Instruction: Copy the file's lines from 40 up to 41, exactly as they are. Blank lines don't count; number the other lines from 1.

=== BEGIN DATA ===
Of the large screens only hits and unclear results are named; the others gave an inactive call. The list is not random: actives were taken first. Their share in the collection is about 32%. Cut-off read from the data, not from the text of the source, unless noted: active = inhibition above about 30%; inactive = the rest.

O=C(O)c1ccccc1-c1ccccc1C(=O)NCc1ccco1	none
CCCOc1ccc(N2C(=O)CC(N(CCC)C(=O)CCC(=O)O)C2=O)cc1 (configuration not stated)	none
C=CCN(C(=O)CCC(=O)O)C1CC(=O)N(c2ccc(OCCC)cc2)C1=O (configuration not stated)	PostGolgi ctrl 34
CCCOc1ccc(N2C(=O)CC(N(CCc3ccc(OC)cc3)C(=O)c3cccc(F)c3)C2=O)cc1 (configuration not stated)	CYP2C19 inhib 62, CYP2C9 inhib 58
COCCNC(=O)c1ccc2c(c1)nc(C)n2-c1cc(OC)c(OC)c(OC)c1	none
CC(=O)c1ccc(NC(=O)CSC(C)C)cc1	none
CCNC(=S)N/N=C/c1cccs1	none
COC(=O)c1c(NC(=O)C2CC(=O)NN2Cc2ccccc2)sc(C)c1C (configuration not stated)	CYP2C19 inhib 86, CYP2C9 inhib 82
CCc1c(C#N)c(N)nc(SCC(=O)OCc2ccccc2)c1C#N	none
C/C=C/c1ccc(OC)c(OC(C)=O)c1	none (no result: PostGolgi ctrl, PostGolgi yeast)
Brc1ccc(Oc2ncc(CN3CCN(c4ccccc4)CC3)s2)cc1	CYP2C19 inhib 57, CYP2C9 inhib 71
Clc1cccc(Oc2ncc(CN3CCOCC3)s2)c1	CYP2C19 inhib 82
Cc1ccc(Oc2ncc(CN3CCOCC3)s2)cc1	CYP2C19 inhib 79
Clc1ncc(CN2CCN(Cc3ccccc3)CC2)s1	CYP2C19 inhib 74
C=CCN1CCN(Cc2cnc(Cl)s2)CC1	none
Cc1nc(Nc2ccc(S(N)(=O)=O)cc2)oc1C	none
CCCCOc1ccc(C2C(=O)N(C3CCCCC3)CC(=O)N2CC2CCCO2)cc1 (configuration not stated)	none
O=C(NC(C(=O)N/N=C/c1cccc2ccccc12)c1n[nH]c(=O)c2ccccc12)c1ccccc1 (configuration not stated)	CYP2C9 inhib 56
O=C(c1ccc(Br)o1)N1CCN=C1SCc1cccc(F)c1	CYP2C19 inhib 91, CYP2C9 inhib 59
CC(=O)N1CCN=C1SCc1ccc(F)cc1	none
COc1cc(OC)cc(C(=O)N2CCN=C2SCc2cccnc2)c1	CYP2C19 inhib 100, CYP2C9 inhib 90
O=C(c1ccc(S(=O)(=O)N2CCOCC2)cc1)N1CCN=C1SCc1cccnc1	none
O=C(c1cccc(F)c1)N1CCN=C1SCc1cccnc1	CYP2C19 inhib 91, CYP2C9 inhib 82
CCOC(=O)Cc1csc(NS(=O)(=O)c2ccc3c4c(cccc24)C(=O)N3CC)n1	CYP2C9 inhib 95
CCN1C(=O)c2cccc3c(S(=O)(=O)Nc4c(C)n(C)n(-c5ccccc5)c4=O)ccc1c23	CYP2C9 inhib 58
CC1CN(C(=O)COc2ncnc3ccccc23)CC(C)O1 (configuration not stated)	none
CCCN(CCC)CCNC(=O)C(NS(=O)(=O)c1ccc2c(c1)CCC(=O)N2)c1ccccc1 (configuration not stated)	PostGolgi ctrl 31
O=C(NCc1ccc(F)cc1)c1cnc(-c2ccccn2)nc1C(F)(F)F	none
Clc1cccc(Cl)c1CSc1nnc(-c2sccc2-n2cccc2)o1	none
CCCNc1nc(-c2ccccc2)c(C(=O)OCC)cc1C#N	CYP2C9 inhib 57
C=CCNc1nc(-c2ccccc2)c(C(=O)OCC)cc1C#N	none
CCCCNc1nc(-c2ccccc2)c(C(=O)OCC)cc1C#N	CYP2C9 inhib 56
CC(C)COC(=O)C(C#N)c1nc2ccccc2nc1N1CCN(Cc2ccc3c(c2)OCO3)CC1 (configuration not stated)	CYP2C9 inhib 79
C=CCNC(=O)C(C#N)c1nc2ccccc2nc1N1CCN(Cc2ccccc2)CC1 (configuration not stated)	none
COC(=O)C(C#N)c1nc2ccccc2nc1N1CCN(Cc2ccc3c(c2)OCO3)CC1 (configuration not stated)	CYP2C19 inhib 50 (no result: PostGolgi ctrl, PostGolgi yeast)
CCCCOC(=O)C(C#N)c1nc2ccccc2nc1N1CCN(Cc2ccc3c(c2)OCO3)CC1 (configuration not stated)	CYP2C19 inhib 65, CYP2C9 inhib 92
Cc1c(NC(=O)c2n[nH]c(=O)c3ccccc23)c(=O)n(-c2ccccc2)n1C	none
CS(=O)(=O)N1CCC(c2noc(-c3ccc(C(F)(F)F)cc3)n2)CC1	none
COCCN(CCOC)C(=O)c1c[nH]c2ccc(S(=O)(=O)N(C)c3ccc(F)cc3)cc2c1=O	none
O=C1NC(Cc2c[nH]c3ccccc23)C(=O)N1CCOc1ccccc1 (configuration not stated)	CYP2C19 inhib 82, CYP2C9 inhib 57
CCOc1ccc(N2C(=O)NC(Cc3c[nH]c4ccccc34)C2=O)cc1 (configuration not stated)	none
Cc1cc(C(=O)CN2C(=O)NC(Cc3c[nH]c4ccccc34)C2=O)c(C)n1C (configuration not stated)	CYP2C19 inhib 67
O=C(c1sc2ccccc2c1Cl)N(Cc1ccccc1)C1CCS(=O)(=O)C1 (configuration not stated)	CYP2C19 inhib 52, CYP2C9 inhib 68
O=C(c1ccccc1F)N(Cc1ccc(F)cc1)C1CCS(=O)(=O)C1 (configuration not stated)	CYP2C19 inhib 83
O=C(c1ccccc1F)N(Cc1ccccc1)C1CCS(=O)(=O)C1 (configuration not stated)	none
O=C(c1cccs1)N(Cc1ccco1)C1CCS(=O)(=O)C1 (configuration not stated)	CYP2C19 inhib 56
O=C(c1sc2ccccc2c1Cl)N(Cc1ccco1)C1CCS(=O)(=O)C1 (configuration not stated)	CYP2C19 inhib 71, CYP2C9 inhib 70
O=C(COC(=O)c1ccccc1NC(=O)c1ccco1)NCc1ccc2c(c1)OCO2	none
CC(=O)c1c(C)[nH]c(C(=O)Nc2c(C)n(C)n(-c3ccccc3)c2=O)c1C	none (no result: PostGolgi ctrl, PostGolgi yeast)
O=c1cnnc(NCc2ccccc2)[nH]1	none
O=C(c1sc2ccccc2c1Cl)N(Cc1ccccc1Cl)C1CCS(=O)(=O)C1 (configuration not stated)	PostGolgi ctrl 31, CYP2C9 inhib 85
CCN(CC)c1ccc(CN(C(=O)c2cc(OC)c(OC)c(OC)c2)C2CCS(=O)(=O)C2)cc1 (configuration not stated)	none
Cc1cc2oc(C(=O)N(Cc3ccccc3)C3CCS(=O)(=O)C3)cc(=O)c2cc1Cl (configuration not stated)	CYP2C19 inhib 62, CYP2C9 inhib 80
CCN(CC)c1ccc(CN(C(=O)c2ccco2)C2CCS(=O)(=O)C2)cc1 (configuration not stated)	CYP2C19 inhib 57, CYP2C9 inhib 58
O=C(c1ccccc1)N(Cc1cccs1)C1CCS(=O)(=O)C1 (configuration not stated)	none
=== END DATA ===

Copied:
COCCN(CCOC)C(=O)c1c[nH]c2ccc(S(=O)(=O)N(C)c3ccc(F)cc3)cc2c1=O	none
O=C1NC(Cc2c[nH]c3ccccc23)C(=O)N1CCOc1ccccc1 (configuration not stated)	CYP2C19 inhib 82, CYP2C9 inhib 57